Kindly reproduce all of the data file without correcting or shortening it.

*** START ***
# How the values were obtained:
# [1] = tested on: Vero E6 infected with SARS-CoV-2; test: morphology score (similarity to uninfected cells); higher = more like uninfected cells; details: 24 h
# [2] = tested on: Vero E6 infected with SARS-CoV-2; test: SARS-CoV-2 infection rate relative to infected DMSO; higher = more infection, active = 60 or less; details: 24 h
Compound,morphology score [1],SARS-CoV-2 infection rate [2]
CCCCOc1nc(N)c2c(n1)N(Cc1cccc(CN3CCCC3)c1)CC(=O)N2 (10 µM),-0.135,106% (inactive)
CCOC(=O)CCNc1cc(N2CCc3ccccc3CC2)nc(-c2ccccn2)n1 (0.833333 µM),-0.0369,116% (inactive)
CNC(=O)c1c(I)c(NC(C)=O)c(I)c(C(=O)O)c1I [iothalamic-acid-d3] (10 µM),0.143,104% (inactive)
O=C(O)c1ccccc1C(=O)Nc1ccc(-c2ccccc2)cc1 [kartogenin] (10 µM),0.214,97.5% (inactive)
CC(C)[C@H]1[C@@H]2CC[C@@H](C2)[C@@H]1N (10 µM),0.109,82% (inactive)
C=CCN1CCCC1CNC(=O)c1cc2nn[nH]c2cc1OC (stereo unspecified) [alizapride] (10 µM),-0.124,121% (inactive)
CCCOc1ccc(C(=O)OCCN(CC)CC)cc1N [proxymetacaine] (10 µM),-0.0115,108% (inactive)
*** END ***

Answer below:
# How the values were obtained:
# [1] = tested on: Vero E6 infected with SARS-CoV-2; test: morphology score (similarity to uninfected cells); higher = more like uninfected cells; details: 24 h
# [2] = tested on: Vero E6 infected with SARS-CoV-2; test: SARS-CoV-2 infection rate relative to infected DMSO; higher = more infection, active = 60 or less; details: 24 h
Compound,morphology score [1],SARS-CoV-2 infection rate [2]
CCCCOc1nc(N)c2c(n1)N(Cc1cccc(CN3CCCC3)c1)CC(=O)N2 (10 µM),-0.135,106% (inactive)
CCOC(=O)CCNc1cc(N2CCc3ccccc3CC2)nc(-c2ccccn2)n1 (0.833333 µM),-0.0369,116% (inactive)
CNC(=O)c1c(I)c(NC(C)=O)c(I)c(C(=O)O)c1I [iothalamic-acid-d3] (10 µM),0.143,104% (inactive)
O=C(O)c1ccccc1C(=O)Nc1ccc(-c2ccccc2)cc1 [kartogenin] (10 µM),0.214,97.5% (inactive)
CC(C)[C@H]1[C@@H]2CC[C@@H](C2)[C@@H]1N (10 µM),0.109,82% (inactive)
C=CCN1CCCC1CNC(=O)c1cc2nn[nH]c2cc1OC (stereo unspecified) [alizapride] (10 µM),-0.124,121% (inactive)
CCCOc1ccc(C(=O)OCCN(CC)CC)cc1N [proxymetacaine] (10 µM),-0.0115,108% (inactive)